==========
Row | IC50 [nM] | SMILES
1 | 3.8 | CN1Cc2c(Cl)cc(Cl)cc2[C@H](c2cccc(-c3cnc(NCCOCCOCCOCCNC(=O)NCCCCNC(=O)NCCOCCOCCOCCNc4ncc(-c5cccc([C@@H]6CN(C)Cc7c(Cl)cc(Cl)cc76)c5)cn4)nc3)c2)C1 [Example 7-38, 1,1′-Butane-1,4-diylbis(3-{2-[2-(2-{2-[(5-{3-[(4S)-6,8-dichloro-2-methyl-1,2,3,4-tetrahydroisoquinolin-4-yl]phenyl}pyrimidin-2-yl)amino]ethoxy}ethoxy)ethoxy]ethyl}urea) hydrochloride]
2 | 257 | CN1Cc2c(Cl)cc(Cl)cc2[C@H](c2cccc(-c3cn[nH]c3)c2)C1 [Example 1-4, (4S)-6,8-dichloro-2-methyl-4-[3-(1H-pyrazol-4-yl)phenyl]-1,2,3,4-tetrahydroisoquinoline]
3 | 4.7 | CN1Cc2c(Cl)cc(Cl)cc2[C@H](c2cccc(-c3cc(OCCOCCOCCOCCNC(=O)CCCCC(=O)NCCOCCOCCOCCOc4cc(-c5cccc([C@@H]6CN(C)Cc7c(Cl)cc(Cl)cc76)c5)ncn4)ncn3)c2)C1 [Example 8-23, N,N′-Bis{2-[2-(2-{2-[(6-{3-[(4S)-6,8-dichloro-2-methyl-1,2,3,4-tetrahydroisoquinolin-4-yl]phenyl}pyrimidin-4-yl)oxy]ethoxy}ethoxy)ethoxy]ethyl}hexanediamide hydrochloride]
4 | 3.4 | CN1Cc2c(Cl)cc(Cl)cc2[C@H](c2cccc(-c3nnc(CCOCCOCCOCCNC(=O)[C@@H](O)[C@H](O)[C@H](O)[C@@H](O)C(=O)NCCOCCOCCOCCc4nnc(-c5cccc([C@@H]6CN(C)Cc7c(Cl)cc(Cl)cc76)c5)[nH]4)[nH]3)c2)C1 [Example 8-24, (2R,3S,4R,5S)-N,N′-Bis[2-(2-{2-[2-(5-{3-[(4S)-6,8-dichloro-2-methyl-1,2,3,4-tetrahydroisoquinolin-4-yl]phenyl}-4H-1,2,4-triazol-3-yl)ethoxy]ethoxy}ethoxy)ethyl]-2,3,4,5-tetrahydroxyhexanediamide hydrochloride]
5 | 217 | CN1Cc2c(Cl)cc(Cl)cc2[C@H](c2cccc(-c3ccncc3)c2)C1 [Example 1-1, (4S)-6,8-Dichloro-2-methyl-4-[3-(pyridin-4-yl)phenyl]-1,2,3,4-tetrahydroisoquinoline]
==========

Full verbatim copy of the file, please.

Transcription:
Row | IC50 [nM] | SMILES
1 | 3.8 | CN1Cc2c(Cl)cc(Cl)cc2[C@H](c2cccc(-c3cnc(NCCOCCOCCOCCNC(=O)NCCCCNC(=O)NCCOCCOCCOCCNc4ncc(-c5cccc([C@@H]6CN(C)Cc7c(Cl)cc(Cl)cc76)c5)cn4)nc3)c2)C1 [Example 7-38, 1,1′-Butane-1,4-diylbis(3-{2-[2-(2-{2-[(5-{3-[(4S)-6,8-dichloro-2-methyl-1,2,3,4-tetrahydroisoquinolin-4-yl]phenyl}pyrimidin-2-yl)amino]ethoxy}ethoxy)ethoxy]ethyl}urea) hydrochloride]
2 | 257 | CN1Cc2c(Cl)cc(Cl)cc2[C@H](c2cccc(-c3cn[nH]c3)c2)C1 [Example 1-4, (4S)-6,8-dichloro-2-methyl-4-[3-(1H-pyrazol-4-yl)phenyl]-1,2,3,4-tetrahydroisoquinoline]
3 | 4.7 | CN1Cc2c(Cl)cc(Cl)cc2[C@H](c2cccc(-c3cc(OCCOCCOCCOCCNC(=O)CCCCC(=O)NCCOCCOCCOCCOc4cc(-c5cccc([C@@H]6CN(C)Cc7c(Cl)cc(Cl)cc76)c5)ncn4)ncn3)c2)C1 [Example 8-23, N,N′-Bis{2-[2-(2-{2-[(6-{3-[(4S)-6,8-dichloro-2-methyl-1,2,3,4-tetrahydroisoquinolin-4-yl]phenyl}pyrimidin-4-yl)oxy]ethoxy}ethoxy)ethoxy]ethyl}hexanediamide hydrochloride]
4 | 3.4 | CN1Cc2c(Cl)cc(Cl)cc2[C@H](c2cccc(-c3nnc(CCOCCOCCOCCNC(=O)[C@@H](O)[C@H](O)[C@H](O)[C@@H](O)C(=O)NCCOCCOCCOCCc4nnc(-c5cccc([C@@H]6CN(C)Cc7c(Cl)cc(Cl)cc76)c5)[nH]4)[nH]3)c2)C1 [Example 8-24, (2R,3S,4R,5S)-N,N′-Bis[2-(2-{2-[2-(5-{3-[(4S)-6,8-dichloro-2-methyl-1,2,3,4-tetrahydroisoquinolin-4-yl]phenyl}-4H-1,2,4-triazol-3-yl)ethoxy]ethoxy}ethoxy)ethyl]-2,3,4,5-tetrahydroxyhexanediamide hydrochloride]
5 | 217 | CN1Cc2c(Cl)cc(Cl)cc2[C@H](c2cccc(-c3ccncc3)c2)C1 [Example 1-1, (4S)-6,8-Dichloro-2-methyl-4-[3-(pyridin-4-yl)phenyl]-1,2,3,4-tetrahydroisoquinoline]